God’s Not Dead, Chapter 4 – The Implications of the Big Bang (pt42)


Many in the skeptical community would try to downplay the notion of a definite beginning because of the religious implications.

This is ridiculous, the author wants to make it seem that everyone in the skeptic/atheist community are completely against the idea of god. Ardently opposed to the slightest implication that a god could exist. This is not true. This is not the position of a skeptic. A skeptic simply holds back their confidence in a claim until it is proven beyond doubt. Remember the gumball analogy? Holding out your decision doesn’t automatically make you a contrarian.

Sir Arthur Stanley Eddington would echo this same reluctance: “Philosophically, the notion of a beginning of the present order of Nature is repugnant to me…I should like to find a genuine loophole.”

Please note that Eddington didn’t say ‘Philosophically, the notion of a beginning of the present order of Nature is repugnant to me…so I refuse to believe it is true.” Also, strangely enough he begins his statement ensuring that the reader understands he is talking philosophically, not scientifically.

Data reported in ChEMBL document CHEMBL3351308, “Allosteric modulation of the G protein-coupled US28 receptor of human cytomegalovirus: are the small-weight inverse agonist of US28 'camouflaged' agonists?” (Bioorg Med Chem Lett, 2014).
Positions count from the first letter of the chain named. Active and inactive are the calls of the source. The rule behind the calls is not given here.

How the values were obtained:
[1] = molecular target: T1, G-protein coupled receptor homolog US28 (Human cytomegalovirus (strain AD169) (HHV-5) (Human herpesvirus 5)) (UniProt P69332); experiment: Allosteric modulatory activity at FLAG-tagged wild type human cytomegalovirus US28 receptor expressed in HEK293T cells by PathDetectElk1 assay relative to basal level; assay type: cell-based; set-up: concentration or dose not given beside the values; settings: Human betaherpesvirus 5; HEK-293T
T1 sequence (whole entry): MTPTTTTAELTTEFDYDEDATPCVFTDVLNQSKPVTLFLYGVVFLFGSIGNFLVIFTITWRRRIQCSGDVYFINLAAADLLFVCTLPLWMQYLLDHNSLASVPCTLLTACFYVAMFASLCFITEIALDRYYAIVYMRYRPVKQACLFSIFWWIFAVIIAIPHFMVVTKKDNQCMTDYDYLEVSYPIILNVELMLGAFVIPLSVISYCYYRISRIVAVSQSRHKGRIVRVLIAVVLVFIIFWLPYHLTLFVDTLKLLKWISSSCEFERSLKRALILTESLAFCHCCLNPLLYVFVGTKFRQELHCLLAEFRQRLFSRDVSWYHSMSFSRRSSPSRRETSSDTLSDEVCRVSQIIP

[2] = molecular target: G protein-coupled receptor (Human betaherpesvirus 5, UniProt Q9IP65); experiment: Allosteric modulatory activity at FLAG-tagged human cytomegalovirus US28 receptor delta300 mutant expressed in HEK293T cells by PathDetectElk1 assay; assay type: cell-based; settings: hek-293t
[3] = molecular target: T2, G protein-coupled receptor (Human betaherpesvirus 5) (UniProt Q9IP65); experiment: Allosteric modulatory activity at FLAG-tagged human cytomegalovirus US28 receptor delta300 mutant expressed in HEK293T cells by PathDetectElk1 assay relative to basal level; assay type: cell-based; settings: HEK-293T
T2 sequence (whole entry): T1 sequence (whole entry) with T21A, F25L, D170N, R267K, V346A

Trying to conceive of what could have existed before the beginning or caused the beginning is mind-bending. However, the logic of connecting the evidence for a beginning of the universe to a Creator is too challenging to ignore.

I don’t think this came out the way the author meant it to. First and foremost the author says thinking about before the beginning is “mind-bending” but continually claims that he knows what was there before and during the proposed creation event. As for the second sentence I think it was supposed to mean that connecting the evidence we have with a supernatural creator is too good to ignore.





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Posted on October 12, 2014, in FreeThoughts, God's Not Dead. Bookmark the permalink. Leave a comment.

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